Iconic theatre to reopen at half capacity for Friday night showing

A dogs in parks pilot study unanimously approved by Saanich council will evaluate how park space can best be shared between dog owners and non-owners alike. (Photo by Megan Atkins-Baker/News Staff)
Saanich to study park-sharing strategy between those with and without pets

District-wide People, Parks and Dogs study to produce recommendations by fall

Staff member Lena Laitinen gives the wall at BoulderHouse a workout during a media tour on June 16. (Rick Stiebel/News Staff)
BoulderHouse raring to rock Langford

Popularity of bouldering continues to climb across Greater Victoria

GardenWorks nursery in Oak Bay at its home until August. (Black Press Media file photo)
GardenWorks puts down new roots in Oak Bay this summer

Nursery shifts down The Avenue to fill former fitness studio space

The BC SPCA Wild Animal Rehabilitation Centre in Metchosin saw 16 fawns come through in May, with another four in the first four days of June. (Courtesy Wild ARC)
An abandoned fawn doesn’t mean it’s orphaned, reminds Greater Victoria wildlife expert

20 orphaned fawns turned in to Wild ARC in Metchosin so far this season

(Black Press Media file photo)
POLL: When was the last time you visited the mainland?

The films are again lighting the screens at local theatres, the wine… Continue reading

Anyone with information on any of these individuals is asked to call 1-800-222-TIPS (8477) or visit the website victoriacrimestoppers.ca for more information.
Greater Victoria Crime Stoppers wanted list for the week of June 15

Greater Victoria Crime Stoppers is seeking the public’s help in locating the… Continue reading

Tk’emlups te Secwepemc Chief Rosanne Casimir stands outside the former Kamloops Indian Residential School after speaking to reporters, in Kamloops, B.C., on Friday, June 4, 2021.THE CANADIAN PRESS/Darryl Dyck
Kamloops chief says more unmarked graves will be found across Canada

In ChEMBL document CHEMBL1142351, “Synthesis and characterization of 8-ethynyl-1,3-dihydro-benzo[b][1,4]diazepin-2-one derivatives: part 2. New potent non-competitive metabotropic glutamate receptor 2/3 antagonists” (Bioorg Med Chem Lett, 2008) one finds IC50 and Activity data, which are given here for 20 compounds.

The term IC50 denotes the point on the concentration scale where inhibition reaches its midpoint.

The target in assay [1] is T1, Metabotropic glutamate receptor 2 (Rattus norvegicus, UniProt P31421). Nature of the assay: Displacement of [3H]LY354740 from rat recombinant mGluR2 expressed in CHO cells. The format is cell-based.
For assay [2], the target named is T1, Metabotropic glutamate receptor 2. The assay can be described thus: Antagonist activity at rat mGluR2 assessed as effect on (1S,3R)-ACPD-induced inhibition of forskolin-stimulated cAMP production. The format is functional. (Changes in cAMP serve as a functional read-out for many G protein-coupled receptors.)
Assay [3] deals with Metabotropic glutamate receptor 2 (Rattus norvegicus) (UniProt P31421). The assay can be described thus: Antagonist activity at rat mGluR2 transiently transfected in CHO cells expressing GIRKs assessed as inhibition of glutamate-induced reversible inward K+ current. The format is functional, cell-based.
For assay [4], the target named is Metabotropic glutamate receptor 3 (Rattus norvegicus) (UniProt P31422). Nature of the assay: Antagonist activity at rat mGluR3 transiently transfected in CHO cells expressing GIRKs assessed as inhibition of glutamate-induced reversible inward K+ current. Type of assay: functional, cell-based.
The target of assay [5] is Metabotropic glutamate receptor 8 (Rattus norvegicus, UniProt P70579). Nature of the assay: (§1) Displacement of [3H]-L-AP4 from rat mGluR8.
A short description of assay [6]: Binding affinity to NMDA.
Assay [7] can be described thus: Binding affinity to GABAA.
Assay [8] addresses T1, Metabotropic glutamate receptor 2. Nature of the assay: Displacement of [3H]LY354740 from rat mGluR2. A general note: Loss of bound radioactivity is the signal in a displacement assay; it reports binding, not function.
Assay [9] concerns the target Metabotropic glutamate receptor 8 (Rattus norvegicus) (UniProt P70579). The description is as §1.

Chief Rosanne Casimir told a virtual news conference the nation expects to release a report at the end of June

A woman wears a vaccinated sticker after receiving a COVID-19 vaccine at a vaccination clinic run by Vancouver Coastal Health, in Richmond, B.C., Saturday, April 10, 2021. THE CANADIAN PRESS/Jonathan Hayward
B.C. ranks among highest in world in COVID-19 first-dose shots: health officials

More than 76% of eligible people have received their 1st shot

An artists conception of the new terminal building at the Pitt Meadows Regional Airport.
Air travel taking off in B.C., but lack of traffic controllers a sky-high concern

There will be demand for more air traffic controllers: Miller

Canadian Armed Forces experts are on their way to North Vancouver after a local homeowner expressed worry about a military artifact he recently purchased. (Twitter DNV Fire and Rescue)
Military called in to deal with antique ‘shell’ at North Vancouver home

‘The person somehow purchased a bombshell innocently believing it was an out-of-commission military artifact’

Amy Kobelt and Tony Cruz have set their wedding date for February, hoping that more COVID-19 restrictions will have lifted. (The Macleans)
B.C. couples ‘gambling’ on whether COVID rules will let them dance at their wedding

Amy Kobelt and Tony Cruz pushed back their wedding in hopes of being able to celebrate it without the constraints of COVID-19

A plane is silhouetted as it takes off from Vancouver International Airport in Richmond, B.C., May 13, 2019. THE CANADIAN PRESS/Jonathan Hayward
Report calls for airlines to refund passengers for flights halted due to COVID-19

Conclusion: federal help should be on the condition airlines immediately refund Canadian travellers

Most Read